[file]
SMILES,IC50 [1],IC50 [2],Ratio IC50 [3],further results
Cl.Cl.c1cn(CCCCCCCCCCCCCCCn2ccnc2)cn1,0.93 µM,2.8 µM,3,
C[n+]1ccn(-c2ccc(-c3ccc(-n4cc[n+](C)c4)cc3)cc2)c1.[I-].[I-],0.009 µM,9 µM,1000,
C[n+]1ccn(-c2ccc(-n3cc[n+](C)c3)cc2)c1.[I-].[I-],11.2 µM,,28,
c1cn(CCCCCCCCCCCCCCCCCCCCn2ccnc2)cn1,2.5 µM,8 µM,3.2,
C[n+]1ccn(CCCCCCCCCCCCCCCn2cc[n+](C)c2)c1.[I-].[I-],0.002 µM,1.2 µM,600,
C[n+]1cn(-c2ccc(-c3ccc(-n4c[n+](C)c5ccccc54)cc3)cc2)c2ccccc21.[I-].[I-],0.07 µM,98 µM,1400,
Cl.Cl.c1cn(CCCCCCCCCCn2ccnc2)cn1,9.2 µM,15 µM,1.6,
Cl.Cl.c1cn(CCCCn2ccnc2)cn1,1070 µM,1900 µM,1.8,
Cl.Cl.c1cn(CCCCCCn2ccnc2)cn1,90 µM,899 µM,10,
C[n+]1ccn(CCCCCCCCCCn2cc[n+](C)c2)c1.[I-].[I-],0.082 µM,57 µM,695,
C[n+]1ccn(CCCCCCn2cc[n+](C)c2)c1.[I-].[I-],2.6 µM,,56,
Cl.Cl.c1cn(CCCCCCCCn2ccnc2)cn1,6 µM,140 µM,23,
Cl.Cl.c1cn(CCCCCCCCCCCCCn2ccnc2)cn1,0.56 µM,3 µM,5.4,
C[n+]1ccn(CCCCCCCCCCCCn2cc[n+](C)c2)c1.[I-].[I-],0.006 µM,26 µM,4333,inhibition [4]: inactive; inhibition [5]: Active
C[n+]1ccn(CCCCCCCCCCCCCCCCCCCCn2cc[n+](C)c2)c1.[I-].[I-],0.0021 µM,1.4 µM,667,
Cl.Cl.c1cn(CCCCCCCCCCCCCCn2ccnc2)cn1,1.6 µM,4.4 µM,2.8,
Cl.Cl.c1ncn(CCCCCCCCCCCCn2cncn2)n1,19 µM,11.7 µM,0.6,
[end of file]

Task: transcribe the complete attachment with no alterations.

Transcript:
SMILES,IC50 [1],IC50 [2],Ratio IC50 [3],further results
Cl.Cl.c1cn(CCCCCCCCCCCCCCCn2ccnc2)cn1,0.93 µM,2.8 µM,3,
C[n+]1ccn(-c2ccc(-c3ccc(-n4cc[n+](C)c4)cc3)cc2)c1.[I-].[I-],0.009 µM,9 µM,1000,
C[n+]1ccn(-c2ccc(-n3cc[n+](C)c3)cc2)c1.[I-].[I-],11.2 µM,,28,
c1cn(CCCCCCCCCCCCCCCCCCCCn2ccnc2)cn1,2.5 µM,8 µM,3.2,
C[n+]1ccn(CCCCCCCCCCCCCCCn2cc[n+](C)c2)c1.[I-].[I-],0.002 µM,1.2 µM,600,
C[n+]1cn(-c2ccc(-c3ccc(-n4c[n+](C)c5ccccc54)cc3)cc2)c2ccccc21.[I-].[I-],0.07 µM,98 µM,1400,
Cl.Cl.c1cn(CCCCCCCCCCn2ccnc2)cn1,9.2 µM,15 µM,1.6,
Cl.Cl.c1cn(CCCCn2ccnc2)cn1,1070 µM,1900 µM,1.8,
Cl.Cl.c1cn(CCCCCCn2ccnc2)cn1,90 µM,899 µM,10,
C[n+]1ccn(CCCCCCCCCCn2cc[n+](C)c2)c1.[I-].[I-],0.082 µM,57 µM,695,
C[n+]1ccn(CCCCCCn2cc[n+](C)c2)c1.[I-].[I-],2.6 µM,,56,
Cl.Cl.c1cn(CCCCCCCCn2ccnc2)cn1,6 µM,140 µM,23,
Cl.Cl.c1cn(CCCCCCCCCCCCCn2ccnc2)cn1,0.56 µM,3 µM,5.4,
C[n+]1ccn(CCCCCCCCCCCCn2cc[n+](C)c2)c1.[I-].[I-],0.006 µM,26 µM,4333,inhibition [4]: inactive; inhibition [5]: Active
C[n+]1ccn(CCCCCCCCCCCCCCCCCCCCn2cc[n+](C)c2)c1.[I-].[I-],0.0021 µM,1.4 µM,667,
Cl.Cl.c1cn(CCCCCCCCCCCCCCn2ccnc2)cn1,1.6 µM,4.4 µM,2.8,
Cl.Cl.c1ncn(CCCCCCCCCCCCn2cncn2)n1,19 µM,11.7 µM,0.6,